Happy New Year from your ATL editors: David Lat, Staci Zaretsky, and Elie Mystal.
We were pleasantly surprised by how many of you seemed to be interested in the pictures from our New Year’s party, and because we’re gluttons for punishment, we’ve decided to give you some more of what you want. And this time, you’ll have the opportunity to offer your delightful insights and commentary on our pictures.
So without further ado, we present to you some additional party pics for your viewing pleasure….
Your ATL editors: David Lat, Staci Zaretsky, and Elie Mystal.
Thanks a lot to everyone who came out on Wednesday night to attend the Above the Law New Year’s party!
The festivities were well-attended, and the bar was full of action — no seriously, there may or may not have been a couple making out the whole night. Thanks to our sponsor, Lateral Link, for such a great evening.
Yeah yeah, we know, it’s the internet, so of course this post is “WWOP.” So let’s get some pics up in here….
We keep telling our readers to sign up for our New Year’s party, but since we know that some of you are professional slackers and procrastinators, we’re giving you one more chance to do so. Come hang out with all of your favorite Above the Law editors, say hello to some of our columnists, and most importantly, enjoy our open bar!
The Above the Law New Year’s party will be held on Wednesday, January 16, at a secret location in NYC to be disclosed later. This exclusive shindig is generously sponsored by Lateral Link, the fastest growing legal search firm with twelve offices in the United States and Asia. Only with us will you get the true VIP experience lawyers deserve.
Please keep in mind that you must sign up to be placed on our exclusive guest list. We’ll let you know if you make the cut and provide details on the venue via email. Good luck, and we hope to see you there!
Lateral Link’s clients include Am Law 200 law firms, specialty boutiques, and corporate in-house departments. The company places hundreds of candidates annually with its in-house and law firm clients, making more placements than any others search firm of its size. In fact, in 2012, Lateral Link had a record year, and was able to promote 11 recruiters — five new Principals, five new Senior Directors, and one new Managing Director. You can register with Lateral Link here.
Lateral Link had a record year in 2012. We promoted eleven recruiters — five new Principals, five new Senior Directors, and one new Managing Director. Given our existing client base, we are hiring Directors for our Partner Group in all major markets to assist with partner level recruiting for Am Law 200 and regional boutiques.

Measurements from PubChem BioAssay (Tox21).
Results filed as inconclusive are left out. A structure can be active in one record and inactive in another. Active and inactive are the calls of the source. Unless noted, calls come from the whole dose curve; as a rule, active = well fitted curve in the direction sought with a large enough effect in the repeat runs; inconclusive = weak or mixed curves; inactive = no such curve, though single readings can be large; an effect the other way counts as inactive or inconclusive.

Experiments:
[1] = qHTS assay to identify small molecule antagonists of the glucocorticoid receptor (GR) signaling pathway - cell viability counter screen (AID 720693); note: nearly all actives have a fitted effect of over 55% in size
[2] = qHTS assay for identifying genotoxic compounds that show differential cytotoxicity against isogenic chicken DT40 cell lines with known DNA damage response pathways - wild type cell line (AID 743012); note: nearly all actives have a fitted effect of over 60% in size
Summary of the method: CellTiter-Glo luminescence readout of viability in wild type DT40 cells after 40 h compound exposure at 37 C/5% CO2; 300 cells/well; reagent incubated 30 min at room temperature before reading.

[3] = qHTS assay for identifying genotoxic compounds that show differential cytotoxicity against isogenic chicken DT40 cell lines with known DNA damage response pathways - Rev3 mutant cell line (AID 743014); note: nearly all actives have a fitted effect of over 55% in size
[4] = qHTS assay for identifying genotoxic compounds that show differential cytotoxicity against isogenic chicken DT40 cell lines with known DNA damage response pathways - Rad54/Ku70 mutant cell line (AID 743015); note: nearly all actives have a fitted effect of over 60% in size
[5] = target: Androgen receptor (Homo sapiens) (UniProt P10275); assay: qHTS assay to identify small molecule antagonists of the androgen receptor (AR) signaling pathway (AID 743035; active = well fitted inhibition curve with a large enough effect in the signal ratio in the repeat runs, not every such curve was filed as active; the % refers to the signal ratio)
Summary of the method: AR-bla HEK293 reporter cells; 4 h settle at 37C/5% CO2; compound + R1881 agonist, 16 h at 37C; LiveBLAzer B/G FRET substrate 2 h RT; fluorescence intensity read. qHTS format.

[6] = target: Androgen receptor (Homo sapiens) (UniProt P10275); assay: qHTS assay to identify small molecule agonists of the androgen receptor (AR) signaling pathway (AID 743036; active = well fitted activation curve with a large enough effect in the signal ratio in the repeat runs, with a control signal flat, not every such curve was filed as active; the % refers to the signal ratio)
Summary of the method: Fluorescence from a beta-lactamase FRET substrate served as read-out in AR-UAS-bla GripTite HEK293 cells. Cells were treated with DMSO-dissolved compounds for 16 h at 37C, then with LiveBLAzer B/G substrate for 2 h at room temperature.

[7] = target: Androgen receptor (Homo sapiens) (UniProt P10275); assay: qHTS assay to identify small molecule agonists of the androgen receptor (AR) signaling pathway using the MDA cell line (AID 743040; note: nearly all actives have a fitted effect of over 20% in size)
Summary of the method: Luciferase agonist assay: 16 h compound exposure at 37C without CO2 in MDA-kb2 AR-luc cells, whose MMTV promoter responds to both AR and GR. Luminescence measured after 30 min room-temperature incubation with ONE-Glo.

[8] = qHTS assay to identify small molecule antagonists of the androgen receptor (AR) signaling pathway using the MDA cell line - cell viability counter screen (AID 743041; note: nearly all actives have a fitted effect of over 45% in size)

Lateral Link is a leading global legal recruiting firm with twelve (12) offices in the United States and Asia. We have immediate openings in our New York, Chicago, San Francisco, and Dallas offices for a Director-level recruiters to focus on partner search. This is a unique opportunity to leverage an existing client base while joining our team of experienced recruiters, including Larry Latourette (HLS ’82), former managing partner of the Preston Gates, DC office and partner recruiter with over a decade of experience, who manages our partner recruiting practice.
Why Lateral Link? Continue reading to learn more….
Ed. note: This is the latest in a series of posts on partner issues from Lateral Link’s team of expert contributors. Today’s post marks the conclusion of a two-part narrative about lateral partner hiring, and was written by Larry Latourette, Executive Director of the Partner Practice at Lateral Link. You can read the first part here.
PROVIDE RECRUITERS THE INFORMATION NECESSARY TO DO THEIR JOBS (CONTINUED)
At the typical meeting with firms to discuss hiring needs, several partners will quickly go through a vague wish list (such as “IP litigators” or “government contract partners” all with “more than $2 million in business”), and give no more direction. When they are asked why a lateral might come to the firm, there is almost always a brief pause, followed by a blanket statement that the firm has a collegial atmosphere and a “no a-holes allowed” policy.